As freelancers, one of the most important questions we can ask ourselves is ‘what do my clients really want?’ To find out, you first have to know who your customers are. Tea Ideal customer profileor ICP, is a tool used by many professional service providers and employers to find out.
It’s a convenient way to zoom in on exactly the type of customer you want to serve as a creative business owner. In this article, I’ll walk you through the steps of creating customer profiles for your own range of customers so you can understand them better and provide them with valuable services.
Used correctly, ICP can be so effective your clients will think you can read minds.
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What is an ideal customer profile?
Although it goes by various names in the business and marketing sphere, some business owners even have their own proprietary versionscomplete with data and personalized questionnaires: the basic premise of the ideal customer profile is the same in all aspects.
Wearing detailed information about habits and general needs of your target market, you can create a unique and ideal “persona” that you can use as a model for your marketing efforts.
Forget trying to serve hundreds or even dozens of different customers: with ICP you can have a finely tuned ‘average’ that most of your customers will comply with, making it that much easier to get into their heads.
Like a novelist creating a character for a book, a freelancer creating an ideal client profile must first have basic information about human psychology and behavior to use as a reference.
However, unlike a novelist, you can’t just make things up or modify facts using your creative license (well, you could, but it wouldn’t be very useful in your business).
The easiest way to get accurate data on the type of clients you want to pursue is simply to ask them. Interview potential, current and past clients. allows you to find out what expect, fear and wish for more in their businesses. It’s something you should be doing anyway, to stay up to date on what customers are really looking for.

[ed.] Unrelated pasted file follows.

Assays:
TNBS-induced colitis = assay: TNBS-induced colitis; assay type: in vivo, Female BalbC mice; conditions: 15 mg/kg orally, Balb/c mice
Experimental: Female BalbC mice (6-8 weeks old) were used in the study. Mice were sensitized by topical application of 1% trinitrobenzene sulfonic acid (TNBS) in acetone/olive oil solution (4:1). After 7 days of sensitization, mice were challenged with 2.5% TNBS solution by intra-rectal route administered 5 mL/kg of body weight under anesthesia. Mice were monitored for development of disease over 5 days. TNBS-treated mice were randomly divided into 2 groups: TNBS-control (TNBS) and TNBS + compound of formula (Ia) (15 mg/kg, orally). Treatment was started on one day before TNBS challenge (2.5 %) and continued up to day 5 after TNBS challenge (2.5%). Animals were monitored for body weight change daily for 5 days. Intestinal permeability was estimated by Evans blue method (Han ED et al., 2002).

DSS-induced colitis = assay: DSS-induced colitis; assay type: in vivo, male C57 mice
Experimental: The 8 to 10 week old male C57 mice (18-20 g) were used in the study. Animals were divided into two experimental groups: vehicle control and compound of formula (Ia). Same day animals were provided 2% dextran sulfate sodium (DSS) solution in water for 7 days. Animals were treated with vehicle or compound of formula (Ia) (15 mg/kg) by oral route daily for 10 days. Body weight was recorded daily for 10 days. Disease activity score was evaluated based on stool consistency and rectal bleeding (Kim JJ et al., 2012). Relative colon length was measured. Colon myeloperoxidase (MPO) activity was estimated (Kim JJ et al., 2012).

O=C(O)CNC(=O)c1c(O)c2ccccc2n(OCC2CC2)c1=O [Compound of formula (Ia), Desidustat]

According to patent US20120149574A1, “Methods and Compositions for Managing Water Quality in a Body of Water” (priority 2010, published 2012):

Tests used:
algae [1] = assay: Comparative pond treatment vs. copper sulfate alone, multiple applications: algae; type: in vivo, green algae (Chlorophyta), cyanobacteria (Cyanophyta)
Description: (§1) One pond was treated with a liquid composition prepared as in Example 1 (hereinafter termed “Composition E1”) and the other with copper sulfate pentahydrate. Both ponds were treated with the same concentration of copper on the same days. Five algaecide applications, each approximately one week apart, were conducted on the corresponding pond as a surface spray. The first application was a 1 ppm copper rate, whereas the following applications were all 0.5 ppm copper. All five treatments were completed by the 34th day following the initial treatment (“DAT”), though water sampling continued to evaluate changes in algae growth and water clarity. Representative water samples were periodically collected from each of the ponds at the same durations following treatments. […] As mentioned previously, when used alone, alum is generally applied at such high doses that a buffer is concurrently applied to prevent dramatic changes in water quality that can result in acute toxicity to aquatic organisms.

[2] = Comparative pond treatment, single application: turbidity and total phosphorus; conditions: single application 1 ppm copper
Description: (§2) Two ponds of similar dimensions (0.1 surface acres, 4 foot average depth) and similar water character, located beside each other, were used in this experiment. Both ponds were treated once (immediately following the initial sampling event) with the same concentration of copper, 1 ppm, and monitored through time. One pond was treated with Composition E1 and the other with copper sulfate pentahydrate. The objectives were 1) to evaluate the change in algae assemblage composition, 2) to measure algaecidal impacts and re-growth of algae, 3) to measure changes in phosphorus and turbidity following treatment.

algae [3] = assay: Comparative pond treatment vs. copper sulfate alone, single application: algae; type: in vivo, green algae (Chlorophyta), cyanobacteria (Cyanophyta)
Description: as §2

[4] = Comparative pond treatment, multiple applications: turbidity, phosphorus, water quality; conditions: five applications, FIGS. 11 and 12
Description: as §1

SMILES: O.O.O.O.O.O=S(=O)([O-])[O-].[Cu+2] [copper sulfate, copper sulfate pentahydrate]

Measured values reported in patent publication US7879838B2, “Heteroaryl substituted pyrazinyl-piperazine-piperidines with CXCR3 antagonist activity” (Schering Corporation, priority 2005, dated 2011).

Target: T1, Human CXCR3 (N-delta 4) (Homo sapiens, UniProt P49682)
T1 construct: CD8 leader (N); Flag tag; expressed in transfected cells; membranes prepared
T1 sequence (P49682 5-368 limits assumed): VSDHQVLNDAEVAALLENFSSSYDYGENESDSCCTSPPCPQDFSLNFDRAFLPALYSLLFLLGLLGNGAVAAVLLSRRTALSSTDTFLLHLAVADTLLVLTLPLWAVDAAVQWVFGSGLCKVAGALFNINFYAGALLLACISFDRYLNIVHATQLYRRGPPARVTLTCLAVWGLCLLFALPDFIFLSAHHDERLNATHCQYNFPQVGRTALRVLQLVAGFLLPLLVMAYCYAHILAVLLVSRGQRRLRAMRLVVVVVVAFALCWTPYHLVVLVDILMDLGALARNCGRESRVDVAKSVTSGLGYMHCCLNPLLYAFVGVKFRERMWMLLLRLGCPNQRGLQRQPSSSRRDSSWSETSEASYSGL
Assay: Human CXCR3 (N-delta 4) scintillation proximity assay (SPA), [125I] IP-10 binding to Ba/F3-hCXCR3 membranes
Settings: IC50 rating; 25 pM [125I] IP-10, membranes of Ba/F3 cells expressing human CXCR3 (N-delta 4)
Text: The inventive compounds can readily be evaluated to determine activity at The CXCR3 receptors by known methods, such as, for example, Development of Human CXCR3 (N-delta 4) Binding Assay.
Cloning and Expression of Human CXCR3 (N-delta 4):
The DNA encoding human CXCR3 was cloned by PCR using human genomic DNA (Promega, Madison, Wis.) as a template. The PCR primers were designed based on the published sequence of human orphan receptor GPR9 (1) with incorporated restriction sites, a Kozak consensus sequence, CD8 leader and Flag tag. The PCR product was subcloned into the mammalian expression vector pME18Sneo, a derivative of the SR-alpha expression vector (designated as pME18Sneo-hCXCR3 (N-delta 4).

what you should be asking
Like the main character in a story, your client has motivation and an overall set of goals. Here are some examples of what you should be asking:
- Do you want more sales? probably but What else do you want
- Do you want the respect of your peers? What about the trust of your customers?
- What gets them out of bed in the morning?
- What keeps them awake at night?
- What are the three biggest challenges you are facing in your business right now?
All these questions and those like them help you form the basis of your ICP.
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Be clear about the basics
However, before we go any deeper, we first need to establish who exactly your ideal customer is as an individual. Start from the beginning and build your perfect client from scratch.
First, what is the name of this client? don’t laugh Giving this ‘person’ a name helps a lot in allowing your to connect with them and take their needs seriously.
With a name, the Ideal Client becomes a real human being, instead of an abstract concept. So go ahead and name them and also give them a gender. The gender should reflect the majority of your customer base, but if it’s split down the middle, pick one at random.
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Dig, dig and dig
Next, how old is this person? Where they live? What type of business do they own and how much income does it generate? What kind of lifestyle do they have? Do they attend many industry conferences and other events? How often do they travel? Are they satisfied with the amount of time they spend at the office compared to their family?
it’s important to be super specific when answering these questions. As the exercise implies, you are averaging your data and consolidating it into a person and one person.
Again, be specific!
Don’t give answers like ‘so-and-so works in manufacturing and their business earns around 8 figures in income’. What do they produce specifically and how much do they sell it for? Write an actual figure (even if it’s just an estimate) of how much money they make.
Don’t forget the currency – even something as simple as converting US dollars to euros can become a powerful marketing tool when used correctly.
Avoid bad clients
In a perfect world, how could you reverse this bad habit? Answer those questions and add them to your customer profile.
Perhaps you have realized through your research that it is only customers who have been in business for a certain number of years that give you the most trouble. Or maybe all of your best clients graduated from a certain university.
The possibilities of data points are only limited by your imagination.
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Don’t be afraid of the niche